Skin Type Consultation
By Kate on 14 September 2009
While you don't have much control over whether your skin is naturally flawless or flawed (it mostly comes down to genetics) the good news is that you can help Mother Nature out and work with what you've got to give your skin the chance to look its best.
Eating plenty of good food, getting some daily exercise and drinking loads of water will keep your skin nourished from the inside. To help with the outside and get your complexion pumping, however, you’ll need to establish a good skincare routine, and the first step to a good skincare routine is knowing your skin type.
Dry Skin Type
Those with fair hair (such as blondes) and light skin tones are the most likely to have a dry skin type. You’ll know you’ve got dry skin by its fine texture and no trace of enlarged pores. You’ll also notice that your skin will feel quite tight after being exposed to water, wind or cold weather. Dry skin is very prone to chapping; looking flaky and broken veins and should be handled with care and not treated with steam or splashed with very cold or very hot water.
Greasy Skin Type
If you find that your skin has a greasy film after washing or first thing in the morning (particularly around the cheeks and nose) then your skin type is greasy (also called oily). The pores of this skin type are usually enlarged and the skin is also very prone to blackheads. Having oily skin is not all gloom and doom though as this skin type, due to the excess oil, ages the best and will only get better as you get older. Those with dark hair (such as brunettes) and skin tones rich in color are likely to have a greasy or oily skin type.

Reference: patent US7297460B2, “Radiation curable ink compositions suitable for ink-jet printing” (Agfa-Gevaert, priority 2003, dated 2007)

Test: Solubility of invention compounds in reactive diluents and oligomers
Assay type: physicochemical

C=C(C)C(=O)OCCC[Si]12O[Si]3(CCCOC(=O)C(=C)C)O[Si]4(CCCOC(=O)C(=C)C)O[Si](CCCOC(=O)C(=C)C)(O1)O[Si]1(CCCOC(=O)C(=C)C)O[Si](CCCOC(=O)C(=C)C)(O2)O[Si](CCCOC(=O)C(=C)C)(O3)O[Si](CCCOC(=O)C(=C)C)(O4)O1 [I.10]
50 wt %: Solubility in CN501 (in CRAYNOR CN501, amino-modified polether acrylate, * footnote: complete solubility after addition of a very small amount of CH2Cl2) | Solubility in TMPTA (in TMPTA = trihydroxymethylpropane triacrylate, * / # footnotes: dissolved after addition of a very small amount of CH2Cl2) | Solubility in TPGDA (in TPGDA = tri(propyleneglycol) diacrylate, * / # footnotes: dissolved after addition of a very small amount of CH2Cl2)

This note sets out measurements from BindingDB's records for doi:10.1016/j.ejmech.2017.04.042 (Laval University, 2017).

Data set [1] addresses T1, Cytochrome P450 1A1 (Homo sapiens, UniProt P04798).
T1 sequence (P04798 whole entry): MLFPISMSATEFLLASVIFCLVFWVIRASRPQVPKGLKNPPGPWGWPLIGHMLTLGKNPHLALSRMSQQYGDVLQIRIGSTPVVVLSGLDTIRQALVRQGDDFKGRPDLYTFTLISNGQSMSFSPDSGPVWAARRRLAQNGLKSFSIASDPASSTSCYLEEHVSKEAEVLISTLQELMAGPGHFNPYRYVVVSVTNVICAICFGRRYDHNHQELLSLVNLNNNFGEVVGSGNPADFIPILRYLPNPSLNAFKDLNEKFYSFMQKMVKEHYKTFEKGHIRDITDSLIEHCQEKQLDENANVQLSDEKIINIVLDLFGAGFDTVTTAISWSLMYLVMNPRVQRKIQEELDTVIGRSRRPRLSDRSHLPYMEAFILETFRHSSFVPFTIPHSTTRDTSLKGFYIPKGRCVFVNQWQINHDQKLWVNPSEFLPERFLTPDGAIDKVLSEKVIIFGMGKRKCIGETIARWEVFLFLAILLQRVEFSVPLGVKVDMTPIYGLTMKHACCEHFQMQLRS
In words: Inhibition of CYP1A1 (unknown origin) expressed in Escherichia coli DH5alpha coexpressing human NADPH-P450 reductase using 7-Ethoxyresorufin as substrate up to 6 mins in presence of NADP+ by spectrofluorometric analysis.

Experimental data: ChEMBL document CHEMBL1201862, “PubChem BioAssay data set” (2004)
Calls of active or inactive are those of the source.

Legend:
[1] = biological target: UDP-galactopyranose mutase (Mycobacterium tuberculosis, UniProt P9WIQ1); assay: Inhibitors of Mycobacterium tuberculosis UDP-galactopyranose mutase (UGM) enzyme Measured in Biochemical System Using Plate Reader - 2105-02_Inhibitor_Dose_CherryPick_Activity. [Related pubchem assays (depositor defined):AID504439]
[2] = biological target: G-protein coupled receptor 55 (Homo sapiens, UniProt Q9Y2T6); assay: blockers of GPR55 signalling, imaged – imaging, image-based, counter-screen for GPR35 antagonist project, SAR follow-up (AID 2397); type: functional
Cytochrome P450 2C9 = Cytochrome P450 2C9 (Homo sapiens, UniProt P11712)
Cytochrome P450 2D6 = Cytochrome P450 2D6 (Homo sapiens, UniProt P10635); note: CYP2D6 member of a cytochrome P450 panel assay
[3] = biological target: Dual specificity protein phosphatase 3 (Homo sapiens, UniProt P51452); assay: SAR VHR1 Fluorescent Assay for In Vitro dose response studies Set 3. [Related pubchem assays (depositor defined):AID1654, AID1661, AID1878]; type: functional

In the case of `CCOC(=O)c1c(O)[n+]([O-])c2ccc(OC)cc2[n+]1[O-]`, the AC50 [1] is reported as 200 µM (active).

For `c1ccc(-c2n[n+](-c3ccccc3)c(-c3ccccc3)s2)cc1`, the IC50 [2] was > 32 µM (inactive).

Combination Skin Type
If you’ve read the info on dry and greasy skin and noticed that your skin has elements of both then you have combination skin. It’s a mixture of characteristics from dry and greasy skin and is only oily down the central part of your face (commonly referred to as the T-zone as is runs along the middle of your forehead and down your nose and chin in the shape of a T) and is dry and tight everywhere else.
Balanced Skin Type
The final skin type is balanced, which is also known and referred to as “normal” skin. Balanced skin is actually the rarest skin type to have (unfortunately) and requires a delicate mix of ensuring the skin care products used do not over-stimulate the oil glands or dry the skin out.
By using this consultation to identify your skin type you have taken the first step towards good skincare, just keep in mind that when it comes to caring for your skin, there are no concrete rules as all skin types have their own little quirks (much like our hair type!). The best we can do is understand what our skin type is and then use products that will nourish and enhance.
To find the right skin care products to use, see our beauty article, The Right Skin Care Products for Your Skin Type.